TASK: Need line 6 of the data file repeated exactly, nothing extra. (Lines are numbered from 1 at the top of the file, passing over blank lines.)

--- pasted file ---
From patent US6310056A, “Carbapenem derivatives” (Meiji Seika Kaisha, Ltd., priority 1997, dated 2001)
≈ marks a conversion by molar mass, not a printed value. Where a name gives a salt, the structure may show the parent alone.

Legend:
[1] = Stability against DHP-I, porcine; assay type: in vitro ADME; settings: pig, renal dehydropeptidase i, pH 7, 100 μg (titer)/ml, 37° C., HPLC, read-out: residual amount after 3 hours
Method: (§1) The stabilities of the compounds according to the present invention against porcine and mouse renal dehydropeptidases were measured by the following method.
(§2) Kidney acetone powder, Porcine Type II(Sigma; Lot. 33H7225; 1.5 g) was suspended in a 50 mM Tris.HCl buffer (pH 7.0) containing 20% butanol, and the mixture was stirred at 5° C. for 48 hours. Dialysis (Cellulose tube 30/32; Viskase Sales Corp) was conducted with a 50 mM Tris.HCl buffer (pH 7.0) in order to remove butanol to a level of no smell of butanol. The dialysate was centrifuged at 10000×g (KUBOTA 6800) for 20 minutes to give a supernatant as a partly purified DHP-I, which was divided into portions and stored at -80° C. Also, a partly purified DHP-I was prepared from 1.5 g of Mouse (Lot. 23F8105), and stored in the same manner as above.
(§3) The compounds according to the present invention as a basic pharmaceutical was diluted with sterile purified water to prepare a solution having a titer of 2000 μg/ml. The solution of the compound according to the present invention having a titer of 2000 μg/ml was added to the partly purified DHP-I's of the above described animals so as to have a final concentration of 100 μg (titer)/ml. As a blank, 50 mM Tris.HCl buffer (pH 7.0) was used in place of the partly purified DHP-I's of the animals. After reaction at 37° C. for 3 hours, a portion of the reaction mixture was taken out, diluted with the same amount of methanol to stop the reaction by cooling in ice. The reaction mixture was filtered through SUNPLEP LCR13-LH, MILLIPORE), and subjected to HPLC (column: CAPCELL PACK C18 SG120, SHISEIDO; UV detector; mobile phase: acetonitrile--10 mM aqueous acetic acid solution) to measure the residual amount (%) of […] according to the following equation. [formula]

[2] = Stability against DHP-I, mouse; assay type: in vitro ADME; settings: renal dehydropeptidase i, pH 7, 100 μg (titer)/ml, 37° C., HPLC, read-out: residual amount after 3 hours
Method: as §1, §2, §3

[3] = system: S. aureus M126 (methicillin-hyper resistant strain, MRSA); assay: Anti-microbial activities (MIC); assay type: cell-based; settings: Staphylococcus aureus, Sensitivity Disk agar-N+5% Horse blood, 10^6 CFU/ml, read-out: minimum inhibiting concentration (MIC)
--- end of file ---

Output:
(§2) Kidney acetone powder, Porcine Type II(Sigma; Lot. 33H7225; 1.5 g) was suspended in a 50 mM Tris.HCl buffer (pH 7.0) containing 20% butanol, and the mixture was stirred at 5° C. for 48 hours. Dialysis (Cellulose tube 30/32; Viskase Sales Corp) was conducted with a 50 mM Tris.HCl buffer (pH 7.0) in order to remove butanol to a level of no smell of butanol. The dialysate was centrifuged at 10000×g (KUBOTA 6800) for 20 minutes to give a supernatant as a partly purified DHP-I, which was divided into portions and stored at -80° C. Also, a partly purified DHP-I was prepared from 1.5 g of Mouse (Lot. 23F8105), and stored in the same manner as above.